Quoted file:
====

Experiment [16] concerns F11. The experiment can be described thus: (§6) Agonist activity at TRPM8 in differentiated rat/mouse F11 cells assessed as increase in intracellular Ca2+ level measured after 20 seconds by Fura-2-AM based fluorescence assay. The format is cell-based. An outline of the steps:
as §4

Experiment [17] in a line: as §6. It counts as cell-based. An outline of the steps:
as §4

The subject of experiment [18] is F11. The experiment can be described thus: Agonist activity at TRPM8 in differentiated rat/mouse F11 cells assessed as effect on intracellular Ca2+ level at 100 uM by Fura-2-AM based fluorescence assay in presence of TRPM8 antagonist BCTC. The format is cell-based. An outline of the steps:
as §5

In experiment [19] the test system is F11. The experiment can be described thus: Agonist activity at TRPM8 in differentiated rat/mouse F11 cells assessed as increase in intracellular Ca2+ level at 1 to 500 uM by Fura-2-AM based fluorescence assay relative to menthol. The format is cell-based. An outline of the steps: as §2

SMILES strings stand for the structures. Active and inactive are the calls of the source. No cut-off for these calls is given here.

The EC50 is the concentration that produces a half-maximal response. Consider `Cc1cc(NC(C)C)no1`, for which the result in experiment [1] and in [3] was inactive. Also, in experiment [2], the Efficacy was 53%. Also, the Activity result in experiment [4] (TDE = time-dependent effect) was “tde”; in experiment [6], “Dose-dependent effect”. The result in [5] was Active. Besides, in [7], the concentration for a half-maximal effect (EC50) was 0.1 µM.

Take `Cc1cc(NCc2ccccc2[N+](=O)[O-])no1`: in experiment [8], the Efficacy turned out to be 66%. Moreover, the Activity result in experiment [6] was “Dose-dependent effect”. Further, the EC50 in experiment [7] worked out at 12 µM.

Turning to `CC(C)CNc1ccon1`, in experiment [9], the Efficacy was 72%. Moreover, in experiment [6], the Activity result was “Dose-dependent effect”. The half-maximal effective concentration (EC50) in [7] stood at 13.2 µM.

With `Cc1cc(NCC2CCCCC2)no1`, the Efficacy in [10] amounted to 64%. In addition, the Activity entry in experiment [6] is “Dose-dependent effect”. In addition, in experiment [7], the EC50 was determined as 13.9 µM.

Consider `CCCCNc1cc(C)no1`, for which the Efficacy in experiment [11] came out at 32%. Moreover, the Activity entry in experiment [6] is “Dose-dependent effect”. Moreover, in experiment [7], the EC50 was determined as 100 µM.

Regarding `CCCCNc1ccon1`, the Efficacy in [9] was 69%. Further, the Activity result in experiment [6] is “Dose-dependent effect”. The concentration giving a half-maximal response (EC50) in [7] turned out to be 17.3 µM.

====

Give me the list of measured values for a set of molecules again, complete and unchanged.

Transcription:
Experiment [16] concerns F11. The experiment can be described thus: (§6) Agonist activity at TRPM8 in differentiated rat/mouse F11 cells assessed as increase in intracellular Ca2+ level measured after 20 seconds by Fura-2-AM based fluorescence assay. The format is cell-based. An outline of the steps:
as §4

Experiment [17] in a line: as §6. It counts as cell-based. An outline of the steps:
as §4

The subject of experiment [18] is F11. The experiment can be described thus: Agonist activity at TRPM8 in differentiated rat/mouse F11 cells assessed as effect on intracellular Ca2+ level at 100 uM by Fura-2-AM based fluorescence assay in presence of TRPM8 antagonist BCTC. The format is cell-based. An outline of the steps:
as §5

In experiment [19] the test system is F11. The experiment can be described thus: Agonist activity at TRPM8 in differentiated rat/mouse F11 cells assessed as increase in intracellular Ca2+ level at 1 to 500 uM by Fura-2-AM based fluorescence assay relative to menthol. The format is cell-based. An outline of the steps: as §2

SMILES strings stand for the structures. Active and inactive are the calls of the source. No cut-off for these calls is given here.

The EC50 is the concentration that produces a half-maximal response. Consider `Cc1cc(NC(C)C)no1`, for which the result in experiment [1] and in [3] was inactive. Also, in experiment [2], the Efficacy was 53%. Also, the Activity result in experiment [4] (TDE = time-dependent effect) was “tde”; in experiment [6], “Dose-dependent effect”. The result in [5] was Active. Besides, in [7], the concentration for a half-maximal effect (EC50) was 0.1 µM.

Take `Cc1cc(NCc2ccccc2[N+](=O)[O-])no1`: in experiment [8], the Efficacy turned out to be 66%. Moreover, the Activity result in experiment [6] was “Dose-dependent effect”. Further, the EC50 in experiment [7] worked out at 12 µM.

Turning to `CC(C)CNc1ccon1`, in experiment [9], the Efficacy was 72%. Moreover, in experiment [6], the Activity result was “Dose-dependent effect”. The half-maximal effective concentration (EC50) in [7] stood at 13.2 µM.

With `Cc1cc(NCC2CCCCC2)no1`, the Efficacy in [10] amounted to 64%. In addition, the Activity entry in experiment [6] is “Dose-dependent effect”. In addition, in experiment [7], the EC50 was determined as 13.9 µM.

Consider `CCCCNc1cc(C)no1`, for which the Efficacy in experiment [11] came out at 32%. Moreover, the Activity entry in experiment [6] is “Dose-dependent effect”. Moreover, in experiment [7], the EC50 was determined as 100 µM.

Regarding `CCCCNc1ccon1`, the Efficacy in [9] was 69%. Further, the Activity result in experiment [6] is “Dose-dependent effect”. The concentration giving a half-maximal response (EC50) in [7] turned out to be 17.3 µM.